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Why we need more experimentation in innovation and growth policy

Source: PSE Jun/Jul 16

Lou-Davina Stouffs, programme manager at Nesta, and Teo Firpo, researcher at the charity’s Innovation Growth Lab (IGL), report from the innovation and growth policy global conference.

Despite the developments in technology and business models that we have witnessed over the past decades, our support programmes and policies for innovation, entrepreneurship and growth have changed surprisingly little. And, more importantly, we don’t really know whether these programmes and policies are really working. 

To discuss this, over 200 senior policymakers, practitioners and researchers working in innovation, entrepreneurship and growth policy gathered in late May at the IGL Global Conference, ‘Making Innovation & Growth Policy Work’. The audience represented more than 25 different countries, each with their own set of challenges in innovation and growth support. But all of them agreed on one thing: there was more room for experimentation in this field. 

One of the first sessions brought together leaders from fields where experimentation and use of evidence has become an integral part of the culture, such as education and development. Sir Kevan Collins, CEO at the Education Endowment Foundation, reminded us that policies and programmes cannot be made based on whims and fancies – they should be made building on what we know. 

Testing new initiatives before roll-out 

Often governments choose to introduce large-scale programmes and policies working on the assumption that these will achieve exactly what they set out to do. However, examples from other fields have shown that in some cases, we may even be achieving the opposite effect. Instead, setting up pilot programmes to test new initiatives at a small scale allows for amendments to the programme when they do not seem to achieve the desired impact, before wider scaling up. 

In order for this approach to work, however, the right systems need to be put in place to measure the impact of each new initiative, so the effective ones can be separated from the ones that don’t work. This point was reinforced by Iqbal Dhaliwal, deputy director at MIT’s ‘The Abdul Latif Jameel Poverty Action Lab’, who argued that the best way to know whether a programme is effective is to have a counterfactual – which is most effectively achieved by using randomised controlled trials (RCTs).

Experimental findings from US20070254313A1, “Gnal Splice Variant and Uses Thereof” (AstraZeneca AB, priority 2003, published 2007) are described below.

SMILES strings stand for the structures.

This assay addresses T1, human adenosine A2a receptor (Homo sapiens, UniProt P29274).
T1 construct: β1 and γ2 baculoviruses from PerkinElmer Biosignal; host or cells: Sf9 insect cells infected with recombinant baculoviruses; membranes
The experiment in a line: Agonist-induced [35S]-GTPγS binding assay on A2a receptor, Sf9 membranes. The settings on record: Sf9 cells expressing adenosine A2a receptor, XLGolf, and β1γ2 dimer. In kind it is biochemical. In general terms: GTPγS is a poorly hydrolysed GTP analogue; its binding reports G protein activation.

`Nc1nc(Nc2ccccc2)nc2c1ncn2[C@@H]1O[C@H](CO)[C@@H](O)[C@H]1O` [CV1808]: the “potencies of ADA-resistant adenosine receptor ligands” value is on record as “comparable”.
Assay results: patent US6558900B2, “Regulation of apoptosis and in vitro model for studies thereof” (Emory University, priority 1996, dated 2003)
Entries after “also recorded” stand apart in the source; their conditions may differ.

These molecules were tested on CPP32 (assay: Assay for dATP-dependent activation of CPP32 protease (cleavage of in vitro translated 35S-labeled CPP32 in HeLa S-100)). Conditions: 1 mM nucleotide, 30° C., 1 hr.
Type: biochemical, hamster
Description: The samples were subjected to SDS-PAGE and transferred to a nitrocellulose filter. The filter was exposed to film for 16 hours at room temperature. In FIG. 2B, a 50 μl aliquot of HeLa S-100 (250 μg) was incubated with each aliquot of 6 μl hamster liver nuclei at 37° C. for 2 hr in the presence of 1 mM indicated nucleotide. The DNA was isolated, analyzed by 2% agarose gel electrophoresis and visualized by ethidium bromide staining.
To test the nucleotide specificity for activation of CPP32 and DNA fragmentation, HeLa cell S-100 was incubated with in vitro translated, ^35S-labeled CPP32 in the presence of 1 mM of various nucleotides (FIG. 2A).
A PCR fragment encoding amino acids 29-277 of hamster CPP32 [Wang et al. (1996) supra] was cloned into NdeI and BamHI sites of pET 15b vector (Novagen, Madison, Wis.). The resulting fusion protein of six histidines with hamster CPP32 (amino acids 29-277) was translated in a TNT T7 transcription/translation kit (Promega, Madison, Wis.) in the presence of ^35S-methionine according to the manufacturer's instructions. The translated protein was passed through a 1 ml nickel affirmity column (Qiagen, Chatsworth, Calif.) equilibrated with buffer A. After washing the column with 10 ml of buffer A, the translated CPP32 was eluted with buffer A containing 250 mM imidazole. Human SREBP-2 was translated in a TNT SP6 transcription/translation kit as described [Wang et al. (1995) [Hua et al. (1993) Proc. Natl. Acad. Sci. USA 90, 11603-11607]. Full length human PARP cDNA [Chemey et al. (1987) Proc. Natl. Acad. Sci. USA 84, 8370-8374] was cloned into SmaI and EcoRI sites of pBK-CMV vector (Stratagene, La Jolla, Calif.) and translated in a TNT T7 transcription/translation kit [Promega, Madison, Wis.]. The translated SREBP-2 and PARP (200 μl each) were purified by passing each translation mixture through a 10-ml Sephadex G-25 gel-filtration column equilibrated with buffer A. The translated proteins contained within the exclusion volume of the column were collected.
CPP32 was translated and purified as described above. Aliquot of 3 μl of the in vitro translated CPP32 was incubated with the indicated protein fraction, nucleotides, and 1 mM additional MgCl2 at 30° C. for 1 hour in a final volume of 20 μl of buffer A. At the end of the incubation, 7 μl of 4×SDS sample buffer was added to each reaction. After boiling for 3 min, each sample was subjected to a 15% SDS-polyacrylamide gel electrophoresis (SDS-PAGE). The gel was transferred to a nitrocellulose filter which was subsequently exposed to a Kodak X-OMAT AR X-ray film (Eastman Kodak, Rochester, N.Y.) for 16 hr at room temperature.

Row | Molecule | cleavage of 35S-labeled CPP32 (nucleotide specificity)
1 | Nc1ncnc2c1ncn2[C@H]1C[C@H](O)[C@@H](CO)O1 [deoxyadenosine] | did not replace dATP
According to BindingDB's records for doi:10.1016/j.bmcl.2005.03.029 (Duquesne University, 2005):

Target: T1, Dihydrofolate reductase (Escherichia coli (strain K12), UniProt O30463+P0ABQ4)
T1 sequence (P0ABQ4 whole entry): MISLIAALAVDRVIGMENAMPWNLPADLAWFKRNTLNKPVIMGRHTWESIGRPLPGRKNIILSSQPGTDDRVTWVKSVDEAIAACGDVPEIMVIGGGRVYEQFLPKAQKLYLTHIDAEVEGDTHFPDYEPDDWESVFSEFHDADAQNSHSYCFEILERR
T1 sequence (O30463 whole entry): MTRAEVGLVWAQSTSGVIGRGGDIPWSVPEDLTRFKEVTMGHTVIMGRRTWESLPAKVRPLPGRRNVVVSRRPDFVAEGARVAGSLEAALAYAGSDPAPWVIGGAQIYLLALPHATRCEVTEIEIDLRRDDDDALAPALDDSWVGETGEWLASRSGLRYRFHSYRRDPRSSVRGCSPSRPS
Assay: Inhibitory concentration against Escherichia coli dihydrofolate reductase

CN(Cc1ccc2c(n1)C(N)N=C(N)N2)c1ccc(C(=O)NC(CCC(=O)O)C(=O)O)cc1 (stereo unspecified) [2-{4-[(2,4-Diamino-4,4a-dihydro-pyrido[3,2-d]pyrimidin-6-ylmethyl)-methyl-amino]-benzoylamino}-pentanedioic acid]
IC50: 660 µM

Both Collins and Dhaliwal emphasised the importance of disseminating evidence of what works – but also what does not work. This way, we can stop funding going to programmes and policies that do not work, or are even harmful, and focus government spending on those that are useful. 

The conference also offered a great opportunity to learn about how such an experimental approach might be put into practice, learning from work in other fields. 

Lucy Kimbell, director of the Innovation Insights Hub at University of the Arts London, argued that design-thinking and user-centred approaches can be used to shape programmes that are fit for purpose from the start. This is already being done in the UK by the Policy Lab, a Cabinet Office initiative that brings together designers and data scientists. 

Using RCTs to evaluate policies 

As for rigorous evaluations, the event also confirmed that the UK is already at the forefront of using RCTs to evaluate policies. In the field of innovation, entrepreneurship and growth, these advances have led to some of the first RCTs in the field, such as the one currently ongoing to test the Growth Vouchers programme, presented by Mark Sayers, deputy director for Business Support Delivery at the Department for Business, Innovation and Skills. Nevertheless, there is a long way to go to catch up with other fields. 

Throughout the conference, it became quite clear that most attendees saw benefit in making innovation and growth policy more experimental. However, most reported institutional status quo as an obstacle. In this respect, we can learn from other fields – like education and development – where organisations that fund research and translate findings to make them accessible for policymakers have led the way. 

IGL’s aim is to be the organisation that ensures this is the case for innovation and growth policy. The conference was a first step in achieving this. We plan to make the event annual, so that we can continue to build a strong community of researchers and policymakers committed to making innovation and growth policy more experimental and evidence-based.

Tell us what you think – have your say below or email [email protected]



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